Post-Web 2.0 Internet Users Are More Passive, Study Claims

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The dream of Web 2.0 may be over. If a new report on internet usage is to be believed, social media has turned the internet into more of a passive experience again. The report from GlobalWebIndex’s Tom Smith, called GlobalWebIndex Wave 1-3 2010, suggests that the rise of “packaged platform” entertainment – that is, platform-specific, non-browser services on tablets, smartphones, eReaders, etc. – and the changing role of social media online has created an environment where “professionals are back in the driving seat when it comes to content,” adding that “we as consumers are going back to traditional needs and demands and seeking a more passive experience.”

The change, the report suggests, is that social media is more about content sharing than content creation, turning users into passive consumers – or, worse, distributors – of others’ work. ReadWriteWeb makes an important counterpoint to that argument:

These days, consumers are interacting with ‘professional’ content through their PCs, smartphones or tablets. They’re talking with peers and other people who are watching the same TV shows, in real-time. Or they’re watching a live music concert and talking with people on Facebook. Or they’re arguing in the comments of a news blog. They are analyzing content too, actively engaging in discussions about it. Even with books, a traditionally one-way consumption experience, readers nowadays can make notes about the book they’re reading and share that – via an eReader like Kindle or a service like Goodreads. While all of this is not as creative as recording a video or writing a blog, it’s not passive. Consumers are actively engaging with content.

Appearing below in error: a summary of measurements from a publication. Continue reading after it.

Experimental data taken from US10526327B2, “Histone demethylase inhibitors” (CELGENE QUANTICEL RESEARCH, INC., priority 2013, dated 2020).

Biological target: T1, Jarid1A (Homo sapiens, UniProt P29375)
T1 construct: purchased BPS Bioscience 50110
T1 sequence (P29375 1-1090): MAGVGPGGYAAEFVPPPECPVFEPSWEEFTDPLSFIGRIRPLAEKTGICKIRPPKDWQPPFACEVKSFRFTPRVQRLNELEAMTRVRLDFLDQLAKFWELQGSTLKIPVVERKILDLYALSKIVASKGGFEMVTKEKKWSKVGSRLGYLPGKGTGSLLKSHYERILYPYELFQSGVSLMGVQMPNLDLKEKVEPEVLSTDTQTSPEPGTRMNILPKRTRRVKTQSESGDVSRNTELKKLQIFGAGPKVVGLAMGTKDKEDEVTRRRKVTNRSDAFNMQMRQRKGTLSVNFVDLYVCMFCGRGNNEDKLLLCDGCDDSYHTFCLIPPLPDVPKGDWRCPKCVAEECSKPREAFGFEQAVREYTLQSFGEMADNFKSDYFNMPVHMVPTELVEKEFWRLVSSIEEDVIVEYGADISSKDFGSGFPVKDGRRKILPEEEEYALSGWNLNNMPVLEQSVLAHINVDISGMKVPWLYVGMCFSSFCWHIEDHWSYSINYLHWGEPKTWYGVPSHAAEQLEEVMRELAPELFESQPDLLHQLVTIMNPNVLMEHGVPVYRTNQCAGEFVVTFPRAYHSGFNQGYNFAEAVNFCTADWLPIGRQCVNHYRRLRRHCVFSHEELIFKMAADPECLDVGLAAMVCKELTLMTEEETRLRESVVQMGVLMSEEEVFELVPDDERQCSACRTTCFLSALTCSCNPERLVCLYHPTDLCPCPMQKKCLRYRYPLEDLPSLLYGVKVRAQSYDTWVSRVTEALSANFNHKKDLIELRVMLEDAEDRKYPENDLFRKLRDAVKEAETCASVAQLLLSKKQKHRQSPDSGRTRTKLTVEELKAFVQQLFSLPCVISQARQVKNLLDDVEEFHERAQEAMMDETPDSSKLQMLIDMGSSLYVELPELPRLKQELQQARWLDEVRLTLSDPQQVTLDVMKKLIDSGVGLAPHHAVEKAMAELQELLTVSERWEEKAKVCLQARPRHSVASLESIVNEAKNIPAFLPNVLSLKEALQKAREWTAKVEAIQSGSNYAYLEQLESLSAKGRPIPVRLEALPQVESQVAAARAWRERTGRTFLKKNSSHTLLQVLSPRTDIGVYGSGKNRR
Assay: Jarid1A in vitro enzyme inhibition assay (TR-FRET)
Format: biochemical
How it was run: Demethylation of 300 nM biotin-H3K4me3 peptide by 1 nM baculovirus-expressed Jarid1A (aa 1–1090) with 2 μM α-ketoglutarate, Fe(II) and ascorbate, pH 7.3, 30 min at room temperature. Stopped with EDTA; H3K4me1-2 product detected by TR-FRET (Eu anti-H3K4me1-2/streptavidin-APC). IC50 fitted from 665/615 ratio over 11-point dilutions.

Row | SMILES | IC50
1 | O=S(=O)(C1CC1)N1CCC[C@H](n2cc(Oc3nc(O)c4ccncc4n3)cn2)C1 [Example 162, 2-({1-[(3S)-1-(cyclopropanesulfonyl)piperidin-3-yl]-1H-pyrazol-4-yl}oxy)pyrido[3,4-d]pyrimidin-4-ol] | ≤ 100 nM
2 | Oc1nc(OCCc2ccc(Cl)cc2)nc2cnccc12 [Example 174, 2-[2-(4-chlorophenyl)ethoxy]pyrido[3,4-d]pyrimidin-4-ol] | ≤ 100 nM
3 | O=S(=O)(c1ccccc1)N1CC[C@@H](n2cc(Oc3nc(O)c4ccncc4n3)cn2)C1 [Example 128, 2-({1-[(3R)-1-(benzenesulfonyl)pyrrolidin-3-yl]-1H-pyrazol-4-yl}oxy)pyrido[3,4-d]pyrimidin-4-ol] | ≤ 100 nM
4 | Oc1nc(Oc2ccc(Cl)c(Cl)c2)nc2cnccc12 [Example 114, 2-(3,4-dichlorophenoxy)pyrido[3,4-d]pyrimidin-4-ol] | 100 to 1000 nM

I agree with that take, and have a feeling that what’s changed is not that users are creating less content than before, but that the rise of alternative platforms to web browsers/computers has increased the ability to consume media (and therefore the amount of media consumed) and also the type of content created in response – It’s easier to write 140 character thoughts on an iPhone than it is a lengthy, reasoned blog post, for example. Instead of a shift back towards professional/audience mode, this feels more like a blip as the landscape gets used to its new tools than anything else to me, but what do you think?

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